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Monday, January 18, 2016

Book Review ‘Saint Mazie’ by Jami Attenberg


Granted, Mazie Phillips is not an ordinary saint; she drinks too much, swears, and has numerous careless sexual relations, but her imperfections allow her to set aside judgement and simply help those who need it most.

Believe it or not, Mazie Phillips is only a slightly fictionalized character based upon the real-life, Mazie Phillips. In this, why didn’t I think of that novel, Jami Attenberg does a beautiful job of researching and arriving at a conjecture that ultimately translates into a realism that is so believable it seems like she peered into Mazie’s mind so we could enjoy a glimpse.


At some point, Mazie moved to Bowery, New York, where she lived with her sister and brother-in-law. On the corner where Bowery fades into Chinatown, in the midst of whatever might take place and whoever passed by, Mazie spent her days in the ticket cage of the theater owned by her brother-in-law.

That front row seat, clearly became Mazie’s observation deck, gave her an intimate glimpse into the inner-dynamics of the city and the individuals that frequented her line of vision. With her outgoing personality and bodacious demeanor, she would not remain content to simply observe, Mazie became a central figure in the community.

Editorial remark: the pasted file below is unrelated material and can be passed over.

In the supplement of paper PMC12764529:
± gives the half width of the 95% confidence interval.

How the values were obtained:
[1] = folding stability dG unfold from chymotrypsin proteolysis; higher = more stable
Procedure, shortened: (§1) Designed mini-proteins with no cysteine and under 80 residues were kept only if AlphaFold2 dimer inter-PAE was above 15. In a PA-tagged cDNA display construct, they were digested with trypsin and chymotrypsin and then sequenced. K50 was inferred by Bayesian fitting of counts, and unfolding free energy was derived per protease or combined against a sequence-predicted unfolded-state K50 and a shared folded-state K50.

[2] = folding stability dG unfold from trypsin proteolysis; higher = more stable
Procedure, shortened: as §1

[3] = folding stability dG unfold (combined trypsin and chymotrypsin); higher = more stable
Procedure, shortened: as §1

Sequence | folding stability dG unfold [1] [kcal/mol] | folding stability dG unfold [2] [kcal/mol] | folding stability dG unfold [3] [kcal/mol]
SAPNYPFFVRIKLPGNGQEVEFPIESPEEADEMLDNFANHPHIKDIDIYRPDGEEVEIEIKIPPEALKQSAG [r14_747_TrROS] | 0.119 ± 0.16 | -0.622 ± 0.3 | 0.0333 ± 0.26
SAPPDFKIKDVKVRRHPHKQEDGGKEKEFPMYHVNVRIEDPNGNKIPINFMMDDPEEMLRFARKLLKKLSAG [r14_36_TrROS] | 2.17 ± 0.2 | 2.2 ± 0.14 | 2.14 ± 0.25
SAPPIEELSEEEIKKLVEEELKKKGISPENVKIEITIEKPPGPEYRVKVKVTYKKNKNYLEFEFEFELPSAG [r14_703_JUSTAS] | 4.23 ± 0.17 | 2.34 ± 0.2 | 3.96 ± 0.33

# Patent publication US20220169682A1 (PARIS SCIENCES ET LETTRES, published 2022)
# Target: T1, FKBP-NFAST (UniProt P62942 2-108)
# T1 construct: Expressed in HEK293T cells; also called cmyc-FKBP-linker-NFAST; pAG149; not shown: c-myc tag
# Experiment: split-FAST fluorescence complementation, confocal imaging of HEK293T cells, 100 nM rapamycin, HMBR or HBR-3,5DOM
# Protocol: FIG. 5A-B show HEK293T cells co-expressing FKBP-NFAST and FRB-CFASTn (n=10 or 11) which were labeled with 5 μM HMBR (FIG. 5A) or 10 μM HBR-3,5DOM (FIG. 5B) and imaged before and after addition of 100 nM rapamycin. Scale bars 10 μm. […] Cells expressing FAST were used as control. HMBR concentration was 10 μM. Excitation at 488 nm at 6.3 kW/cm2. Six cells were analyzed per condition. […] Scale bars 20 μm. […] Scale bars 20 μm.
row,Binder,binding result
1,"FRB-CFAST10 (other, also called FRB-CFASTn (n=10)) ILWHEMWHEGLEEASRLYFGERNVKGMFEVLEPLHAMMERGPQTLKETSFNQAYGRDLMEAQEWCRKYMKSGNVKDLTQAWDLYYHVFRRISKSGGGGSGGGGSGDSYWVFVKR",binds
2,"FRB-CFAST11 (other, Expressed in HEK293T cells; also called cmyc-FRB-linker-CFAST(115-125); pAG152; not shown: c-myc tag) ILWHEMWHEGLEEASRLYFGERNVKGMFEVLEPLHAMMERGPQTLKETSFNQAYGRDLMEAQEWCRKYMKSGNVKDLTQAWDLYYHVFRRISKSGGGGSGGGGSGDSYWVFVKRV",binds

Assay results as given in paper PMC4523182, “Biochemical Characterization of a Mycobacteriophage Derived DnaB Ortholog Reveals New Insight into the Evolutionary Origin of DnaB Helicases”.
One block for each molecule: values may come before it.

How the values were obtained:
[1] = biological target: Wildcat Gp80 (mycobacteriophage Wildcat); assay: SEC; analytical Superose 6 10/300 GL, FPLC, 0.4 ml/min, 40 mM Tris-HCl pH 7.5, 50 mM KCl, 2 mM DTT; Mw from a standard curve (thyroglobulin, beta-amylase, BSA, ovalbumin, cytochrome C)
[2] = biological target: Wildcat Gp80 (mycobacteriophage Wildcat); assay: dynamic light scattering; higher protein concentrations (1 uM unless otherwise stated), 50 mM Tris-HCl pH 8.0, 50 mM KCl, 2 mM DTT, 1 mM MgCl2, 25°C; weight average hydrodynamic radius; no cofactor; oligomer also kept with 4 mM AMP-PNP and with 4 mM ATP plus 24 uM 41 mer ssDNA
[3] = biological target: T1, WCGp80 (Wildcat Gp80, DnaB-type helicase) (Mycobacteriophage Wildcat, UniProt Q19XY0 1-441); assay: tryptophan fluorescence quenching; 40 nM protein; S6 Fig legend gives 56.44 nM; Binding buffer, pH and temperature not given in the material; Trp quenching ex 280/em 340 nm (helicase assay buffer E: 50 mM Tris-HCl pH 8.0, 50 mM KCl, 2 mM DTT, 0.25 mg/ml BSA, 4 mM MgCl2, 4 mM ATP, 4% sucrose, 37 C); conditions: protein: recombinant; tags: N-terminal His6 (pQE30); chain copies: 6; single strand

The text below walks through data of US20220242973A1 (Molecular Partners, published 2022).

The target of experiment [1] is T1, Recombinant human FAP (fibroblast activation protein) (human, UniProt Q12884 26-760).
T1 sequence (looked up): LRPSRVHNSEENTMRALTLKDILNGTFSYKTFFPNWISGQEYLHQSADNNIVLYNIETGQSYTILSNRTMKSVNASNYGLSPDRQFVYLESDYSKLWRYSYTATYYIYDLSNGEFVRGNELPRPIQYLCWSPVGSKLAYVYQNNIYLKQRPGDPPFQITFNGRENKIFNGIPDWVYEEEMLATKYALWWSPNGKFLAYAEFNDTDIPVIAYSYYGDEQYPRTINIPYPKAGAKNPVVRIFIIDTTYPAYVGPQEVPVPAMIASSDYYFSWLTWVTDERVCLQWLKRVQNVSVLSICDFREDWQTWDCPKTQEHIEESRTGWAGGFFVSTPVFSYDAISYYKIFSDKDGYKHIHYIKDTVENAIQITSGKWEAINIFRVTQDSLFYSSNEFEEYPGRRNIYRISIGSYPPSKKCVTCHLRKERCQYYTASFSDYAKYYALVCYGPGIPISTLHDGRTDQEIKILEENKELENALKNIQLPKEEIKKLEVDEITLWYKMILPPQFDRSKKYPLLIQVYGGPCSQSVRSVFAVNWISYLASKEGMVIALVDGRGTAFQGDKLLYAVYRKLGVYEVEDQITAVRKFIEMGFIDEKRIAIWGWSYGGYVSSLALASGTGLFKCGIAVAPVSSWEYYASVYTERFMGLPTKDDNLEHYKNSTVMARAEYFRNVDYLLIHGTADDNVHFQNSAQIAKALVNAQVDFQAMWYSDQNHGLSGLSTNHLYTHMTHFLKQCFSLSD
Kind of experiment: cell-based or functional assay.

Familiar and trusted with a heart of gold and a stomach of steel, Mazie broke out of her cage in the dark New York City night and helped the down-trodden, the addicts, and the mentally ill. Her firm disposition and vocabulary delivered in a strong husky voice apparently left little room for argument, in other words, they responded to her well-intentioned demands. Mazie got results and she gave time, energy, money, and direction to the needy.  

The times were a roller-coaster ride, the Jazz Era, WWII, and the depression, it was tough and things were changing. Like almost everything in those days, Mazie is a dichotomy, at least by most people’s standards, but to those she helped and her admirer’s she was a saint. Through diaries and witness accounts along with some intellectual guesswork, empathy, and a whole lot of wit Jami Attenberg nails it.


Read it, listen to it…Saint Mazie is definitely worth your time!

Published by Grand Central Publishing, Saint Mazie is available at Amazon, Audible and other book retailers.


Review by Sammy Sutton